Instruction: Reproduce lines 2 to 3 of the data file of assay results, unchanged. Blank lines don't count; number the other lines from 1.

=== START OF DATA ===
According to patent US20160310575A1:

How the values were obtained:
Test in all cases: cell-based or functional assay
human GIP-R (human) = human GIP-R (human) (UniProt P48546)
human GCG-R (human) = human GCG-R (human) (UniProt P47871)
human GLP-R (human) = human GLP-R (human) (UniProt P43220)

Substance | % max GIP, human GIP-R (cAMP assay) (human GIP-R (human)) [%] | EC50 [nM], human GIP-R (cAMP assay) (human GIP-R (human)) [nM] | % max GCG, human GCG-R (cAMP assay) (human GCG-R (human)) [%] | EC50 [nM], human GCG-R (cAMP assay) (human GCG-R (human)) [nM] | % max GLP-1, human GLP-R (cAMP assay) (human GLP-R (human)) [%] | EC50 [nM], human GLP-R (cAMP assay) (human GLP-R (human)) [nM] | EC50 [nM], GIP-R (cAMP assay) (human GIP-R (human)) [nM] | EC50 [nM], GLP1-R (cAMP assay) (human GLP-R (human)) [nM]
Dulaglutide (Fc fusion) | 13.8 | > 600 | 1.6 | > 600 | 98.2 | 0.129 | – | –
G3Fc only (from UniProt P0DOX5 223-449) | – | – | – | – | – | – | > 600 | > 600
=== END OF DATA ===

How the values were obtained:
Test in all cases: cell-based or functional assay